RepRap Lander concept on RepRap Forums
My Things, mostly experimental stuff
Re: E3D to airbrush nozzle adapter
January 30, 2016 08:48AM
Quote
realthor
Have you noticed the pointy nozzle of the latest Airwolf Axiom3D?

It's not as pointy as it looks in that photo. The key design feature (from my admittedly limited understanding) is the ratio of the nozzle bore to the surrounding flat. If you look at this close-up you can see that Airwolf are using a very conventional looking ratio on their nozzles:



The angle of the cone outside of the flat has only secondary effects on printing, i.e. how the head copes with print defects when things go wrong, and the temperature gradient along the length of the nozzle.

Edited 1 time(s). Last edit at 01/30/2016 08:50AM by JamesK.
Re: E3D to airbrush nozzle adapter
January 30, 2016 09:17AM
Yes, I can see better on that second image. I always believed that the flat on the nozzle is to cope with the imperfections of early 3d printers, it flats out the plastic that comes out and ensures better bonding with next layers, as they don't remain rounded. This can also be solved by overextruding a bit. I wonder how a very pointy and fine nozzle like the airbrush's prints at a very high magnification level. How is the bonding between layers?

but then again I am not an expert in this so I might be very wrong smiling smiley


RepRap Lander concept on Concept Forge
RepRap Lander concept on RepRap Forums
My Things, mostly experimental stuff
Re: E3D to airbrush nozzle adapter
January 30, 2016 10:21AM
Quote
realthor
I always believed that the flat on the nozzle is to cope with the imperfections of early 3d printers, it flats out the plastic that comes out and ensures better bonding with next layers, as they don't remain rounded.

Well, sort of yes and no. No to the first part, that's a common misconception, yes to the second part. It comes down to what shape are we trying to extrude and how do we get that. A round cross section extrudate would be bad, because there is minimal contact area and poor bonding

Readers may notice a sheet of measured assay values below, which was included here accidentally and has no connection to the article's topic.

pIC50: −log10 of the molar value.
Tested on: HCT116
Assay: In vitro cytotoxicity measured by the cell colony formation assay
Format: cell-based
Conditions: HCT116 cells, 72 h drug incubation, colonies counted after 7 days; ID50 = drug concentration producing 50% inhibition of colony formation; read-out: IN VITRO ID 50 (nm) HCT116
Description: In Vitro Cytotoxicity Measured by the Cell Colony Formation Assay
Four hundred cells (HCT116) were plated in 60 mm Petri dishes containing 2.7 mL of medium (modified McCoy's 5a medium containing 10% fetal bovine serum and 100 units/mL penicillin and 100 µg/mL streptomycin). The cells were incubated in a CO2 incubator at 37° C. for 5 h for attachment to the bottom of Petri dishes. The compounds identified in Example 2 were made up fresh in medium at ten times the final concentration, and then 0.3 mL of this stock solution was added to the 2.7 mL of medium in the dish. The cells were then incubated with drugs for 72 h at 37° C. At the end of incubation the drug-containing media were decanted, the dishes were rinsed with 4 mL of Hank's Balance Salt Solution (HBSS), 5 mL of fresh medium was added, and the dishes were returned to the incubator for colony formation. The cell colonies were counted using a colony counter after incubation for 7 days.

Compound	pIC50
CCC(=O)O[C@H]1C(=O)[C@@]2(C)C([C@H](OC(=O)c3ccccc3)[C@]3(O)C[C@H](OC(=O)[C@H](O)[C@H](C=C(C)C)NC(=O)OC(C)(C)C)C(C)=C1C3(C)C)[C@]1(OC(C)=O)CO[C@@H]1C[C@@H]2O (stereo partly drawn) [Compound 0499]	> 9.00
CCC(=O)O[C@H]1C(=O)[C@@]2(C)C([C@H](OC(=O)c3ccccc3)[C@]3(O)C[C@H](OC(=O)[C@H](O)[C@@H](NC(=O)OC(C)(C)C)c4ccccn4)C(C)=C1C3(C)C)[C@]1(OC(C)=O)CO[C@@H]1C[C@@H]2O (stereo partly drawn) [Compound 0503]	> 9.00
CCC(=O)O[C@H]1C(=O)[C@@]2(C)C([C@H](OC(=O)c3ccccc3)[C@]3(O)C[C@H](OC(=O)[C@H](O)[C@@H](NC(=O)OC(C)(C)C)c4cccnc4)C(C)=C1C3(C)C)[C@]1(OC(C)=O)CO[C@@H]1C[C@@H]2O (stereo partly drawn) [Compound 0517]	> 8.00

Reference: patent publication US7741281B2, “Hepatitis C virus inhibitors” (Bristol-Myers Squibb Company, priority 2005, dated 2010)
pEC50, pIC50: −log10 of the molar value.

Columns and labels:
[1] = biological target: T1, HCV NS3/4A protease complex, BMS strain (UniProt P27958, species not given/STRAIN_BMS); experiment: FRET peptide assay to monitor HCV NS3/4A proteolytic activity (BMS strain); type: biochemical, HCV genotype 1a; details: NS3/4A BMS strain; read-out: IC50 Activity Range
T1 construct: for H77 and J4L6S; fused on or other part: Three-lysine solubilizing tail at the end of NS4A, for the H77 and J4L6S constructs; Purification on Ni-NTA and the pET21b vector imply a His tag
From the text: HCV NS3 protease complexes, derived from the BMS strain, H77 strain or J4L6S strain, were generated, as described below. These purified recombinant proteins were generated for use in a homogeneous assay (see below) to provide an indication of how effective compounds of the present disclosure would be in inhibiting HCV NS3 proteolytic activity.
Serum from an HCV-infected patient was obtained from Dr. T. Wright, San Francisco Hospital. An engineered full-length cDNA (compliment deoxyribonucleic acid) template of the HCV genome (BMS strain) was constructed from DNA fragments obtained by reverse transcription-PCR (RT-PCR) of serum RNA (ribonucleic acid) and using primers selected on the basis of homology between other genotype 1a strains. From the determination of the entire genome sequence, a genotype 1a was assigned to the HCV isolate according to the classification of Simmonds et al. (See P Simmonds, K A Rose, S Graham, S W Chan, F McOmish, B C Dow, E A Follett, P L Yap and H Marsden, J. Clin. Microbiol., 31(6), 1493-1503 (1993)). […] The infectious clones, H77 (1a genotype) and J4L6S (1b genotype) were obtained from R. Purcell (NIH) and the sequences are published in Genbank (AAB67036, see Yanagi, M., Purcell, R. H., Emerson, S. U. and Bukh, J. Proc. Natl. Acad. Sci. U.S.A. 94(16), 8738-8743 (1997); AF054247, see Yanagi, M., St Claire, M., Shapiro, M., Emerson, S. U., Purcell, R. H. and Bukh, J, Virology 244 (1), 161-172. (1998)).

So to get better bonding we aim to extrude filament that is wider than it is high, something like



The tip of the nozzle provides a constrained space into which we can extrude the filament to get a variety of extrusion widths



The smallest width that can be extruded is limited by the bore of the nozzle - if you try and extrude less than that the system is under constrained, you can't guarantee where the filament will go and it will likely have intermittent contact the lower surface. In my simplistic view of the world, the largest width that you can extrude is determined by the diameter of the flat. If you try and extrude wider than the diameter of the flat the system is again under constrained. I'm not sure what that would look like, but given the viscosity of the plastics we use, I'm guessing it would look like this



So, my understanding (which I'm happy to have explained as to why I'm wrong) is that the nozzle bore sets the minimum extrusion width and the maximum rate of flow, while the maximum width is set by the diameter of the flat. A nozzle with a small flat looks like it should have a rather small range of usable extrusion widths, which seems like a disadvantage to me, as variable extrusion width is something that slicers can make use of to improve print quality. On the other hand, I don't yet see a disadvantage to having a large flat on the nozzle, so I'm interested in Srek's observations that the narrower tips have advantages in bridging and overhangs. I'm not disputing Srek's observations at all, just trying to understand them.
Re: E3D to airbrush nozzle adapter
March 22, 2017 03:41PM
I'm quite interested in the airbrush nozzles but adapting one - 1.75mm thread, might be a challenge. I will say though whilst I mainly use e3d v6 and their nozzles, I also have a deltaprintr mini hotend and it has a very sharp nozzle but is capable of some quite good prints.

Whilst I can see many benefits of having a large flat around the nozzle orifice, I can see two possible drawbacks. One is "friction" from nozzle on the filament as its extruded, especially on first layers, and especially with PETG. The second is smudging of fine details by the flat.

Edited 3 time(s). Last edit at 03/24/2017 05:17AM by DjDemonD.


Simon.

[www.precisionpiezo.co.uk] Accurate, repeatable, versatile z-probe plus piezo discs, endstop cables, pt100, 50w heaters. PT1000 cartridge sensors plug straight into duet boards and others.
Published:Inventions
Re: E3D to airbrush nozzle adapter
March 24, 2017 05:11AM
Shit, one more thing I need to get and test!
It never stops doesn't it?
Sorry, only registered users may post in this forum.

Click here to login